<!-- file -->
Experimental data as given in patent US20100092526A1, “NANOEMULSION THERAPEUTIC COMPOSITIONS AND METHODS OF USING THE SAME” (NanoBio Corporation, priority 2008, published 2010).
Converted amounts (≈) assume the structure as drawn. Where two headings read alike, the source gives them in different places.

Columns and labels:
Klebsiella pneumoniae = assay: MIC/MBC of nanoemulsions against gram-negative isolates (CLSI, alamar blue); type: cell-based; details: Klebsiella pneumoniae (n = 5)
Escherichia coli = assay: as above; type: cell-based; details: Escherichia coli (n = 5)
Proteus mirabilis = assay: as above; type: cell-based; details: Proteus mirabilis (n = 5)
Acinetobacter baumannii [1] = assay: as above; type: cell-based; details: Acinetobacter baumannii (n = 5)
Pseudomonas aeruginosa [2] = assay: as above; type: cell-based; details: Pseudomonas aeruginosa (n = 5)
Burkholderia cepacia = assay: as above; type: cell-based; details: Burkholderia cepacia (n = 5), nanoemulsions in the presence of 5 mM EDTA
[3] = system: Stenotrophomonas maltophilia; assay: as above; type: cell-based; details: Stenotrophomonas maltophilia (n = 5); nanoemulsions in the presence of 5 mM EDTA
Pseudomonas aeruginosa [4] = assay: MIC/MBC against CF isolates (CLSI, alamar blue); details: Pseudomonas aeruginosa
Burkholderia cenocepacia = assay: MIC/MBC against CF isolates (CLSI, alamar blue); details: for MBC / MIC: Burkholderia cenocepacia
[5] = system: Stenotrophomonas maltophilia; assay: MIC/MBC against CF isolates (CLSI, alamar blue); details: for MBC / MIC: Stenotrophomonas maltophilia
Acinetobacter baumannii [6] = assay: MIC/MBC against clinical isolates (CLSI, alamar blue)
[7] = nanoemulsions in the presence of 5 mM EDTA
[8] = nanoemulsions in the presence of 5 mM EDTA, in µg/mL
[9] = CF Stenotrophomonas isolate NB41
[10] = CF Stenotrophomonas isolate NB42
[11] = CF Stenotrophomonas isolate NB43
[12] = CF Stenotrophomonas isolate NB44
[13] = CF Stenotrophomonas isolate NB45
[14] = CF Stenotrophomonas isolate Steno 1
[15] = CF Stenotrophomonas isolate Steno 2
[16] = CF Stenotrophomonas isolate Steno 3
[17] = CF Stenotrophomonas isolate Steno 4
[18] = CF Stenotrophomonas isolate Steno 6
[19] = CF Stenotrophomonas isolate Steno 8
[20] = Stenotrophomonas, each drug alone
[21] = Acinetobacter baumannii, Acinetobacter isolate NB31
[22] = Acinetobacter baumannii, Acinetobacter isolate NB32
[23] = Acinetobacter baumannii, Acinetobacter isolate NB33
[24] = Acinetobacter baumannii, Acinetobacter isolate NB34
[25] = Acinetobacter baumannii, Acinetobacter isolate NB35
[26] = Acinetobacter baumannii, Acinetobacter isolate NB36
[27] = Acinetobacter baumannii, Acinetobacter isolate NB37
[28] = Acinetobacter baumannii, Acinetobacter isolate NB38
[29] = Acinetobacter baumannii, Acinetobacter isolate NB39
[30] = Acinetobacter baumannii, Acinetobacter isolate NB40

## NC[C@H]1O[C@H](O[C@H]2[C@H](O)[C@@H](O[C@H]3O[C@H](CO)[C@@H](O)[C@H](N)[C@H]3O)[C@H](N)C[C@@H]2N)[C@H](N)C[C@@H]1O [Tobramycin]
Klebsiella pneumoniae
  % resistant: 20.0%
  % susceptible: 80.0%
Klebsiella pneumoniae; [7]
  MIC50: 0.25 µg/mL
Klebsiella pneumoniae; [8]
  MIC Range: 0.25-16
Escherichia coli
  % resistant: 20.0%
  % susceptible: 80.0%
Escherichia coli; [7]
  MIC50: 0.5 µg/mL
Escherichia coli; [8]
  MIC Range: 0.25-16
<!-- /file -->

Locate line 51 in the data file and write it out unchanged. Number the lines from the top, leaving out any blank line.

  MIC50: 0.5 µg/mL